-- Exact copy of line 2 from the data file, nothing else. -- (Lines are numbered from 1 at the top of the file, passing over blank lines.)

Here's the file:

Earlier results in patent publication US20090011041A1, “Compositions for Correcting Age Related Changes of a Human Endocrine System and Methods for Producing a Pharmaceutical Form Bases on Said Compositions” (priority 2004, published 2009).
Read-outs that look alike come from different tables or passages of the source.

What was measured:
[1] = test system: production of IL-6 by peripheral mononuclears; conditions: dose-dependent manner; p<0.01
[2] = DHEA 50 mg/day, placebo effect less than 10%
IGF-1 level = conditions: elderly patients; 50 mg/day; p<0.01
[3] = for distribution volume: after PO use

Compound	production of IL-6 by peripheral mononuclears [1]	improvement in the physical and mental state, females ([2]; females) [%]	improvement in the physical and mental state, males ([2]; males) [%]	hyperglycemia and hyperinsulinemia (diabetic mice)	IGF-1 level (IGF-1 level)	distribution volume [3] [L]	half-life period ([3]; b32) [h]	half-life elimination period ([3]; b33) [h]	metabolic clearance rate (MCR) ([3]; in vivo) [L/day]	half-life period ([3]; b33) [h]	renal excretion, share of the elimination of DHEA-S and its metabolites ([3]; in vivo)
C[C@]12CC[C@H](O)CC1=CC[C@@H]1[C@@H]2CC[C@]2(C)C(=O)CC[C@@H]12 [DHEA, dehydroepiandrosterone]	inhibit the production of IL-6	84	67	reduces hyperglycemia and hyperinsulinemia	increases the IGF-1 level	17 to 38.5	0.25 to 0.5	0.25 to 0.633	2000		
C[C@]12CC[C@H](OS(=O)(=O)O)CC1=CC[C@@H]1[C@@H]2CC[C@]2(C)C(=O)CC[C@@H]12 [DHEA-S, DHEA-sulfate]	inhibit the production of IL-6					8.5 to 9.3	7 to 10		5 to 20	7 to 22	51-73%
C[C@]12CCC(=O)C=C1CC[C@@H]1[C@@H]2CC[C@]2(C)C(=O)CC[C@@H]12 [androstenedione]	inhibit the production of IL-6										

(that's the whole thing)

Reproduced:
Read-outs that look alike come from different tables or passages of the source.